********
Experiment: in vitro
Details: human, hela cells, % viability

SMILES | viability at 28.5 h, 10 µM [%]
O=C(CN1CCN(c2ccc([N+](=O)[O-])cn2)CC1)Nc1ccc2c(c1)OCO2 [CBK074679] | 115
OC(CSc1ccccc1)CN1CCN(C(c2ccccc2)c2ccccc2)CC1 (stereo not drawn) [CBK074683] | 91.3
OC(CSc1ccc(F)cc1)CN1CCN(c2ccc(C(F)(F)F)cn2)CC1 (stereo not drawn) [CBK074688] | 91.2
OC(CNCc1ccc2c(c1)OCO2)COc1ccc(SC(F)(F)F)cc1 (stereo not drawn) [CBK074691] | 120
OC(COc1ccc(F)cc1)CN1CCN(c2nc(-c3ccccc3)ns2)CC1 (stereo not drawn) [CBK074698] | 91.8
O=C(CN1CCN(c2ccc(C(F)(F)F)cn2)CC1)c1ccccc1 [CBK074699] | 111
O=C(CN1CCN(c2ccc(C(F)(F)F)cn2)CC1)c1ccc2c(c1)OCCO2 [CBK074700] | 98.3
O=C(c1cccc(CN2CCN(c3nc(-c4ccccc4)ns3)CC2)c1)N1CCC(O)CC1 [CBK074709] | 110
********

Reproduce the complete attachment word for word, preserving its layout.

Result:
Experiment: in vitro
Details: human, hela cells, % viability

SMILES | viability at 28.5 h, 10 µM [%]
O=C(CN1CCN(c2ccc([N+](=O)[O-])cn2)CC1)Nc1ccc2c(c1)OCO2 [CBK074679] | 115
OC(CSc1ccccc1)CN1CCN(C(c2ccccc2)c2ccccc2)CC1 (stereo not drawn) [CBK074683] | 91.3
OC(CSc1ccc(F)cc1)CN1CCN(c2ccc(C(F)(F)F)cn2)CC1 (stereo not drawn) [CBK074688] | 91.2
OC(CNCc1ccc2c(c1)OCO2)COc1ccc(SC(F)(F)F)cc1 (stereo not drawn) [CBK074691] | 120
OC(COc1ccc(F)cc1)CN1CCN(c2nc(-c3ccccc3)ns2)CC1 (stereo not drawn) [CBK074698] | 91.8
O=C(CN1CCN(c2ccc(C(F)(F)F)cn2)CC1)c1ccccc1 [CBK074699] | 111
O=C(CN1CCN(c2ccc(C(F)(F)F)cn2)CC1)c1ccc2c(c1)OCCO2 [CBK074700] | 98.3
O=C(c1cccc(CN2CCN(c3nc(-c4ccccc4)ns3)CC2)c1)N1CCC(O)CC1 [CBK074709] | 110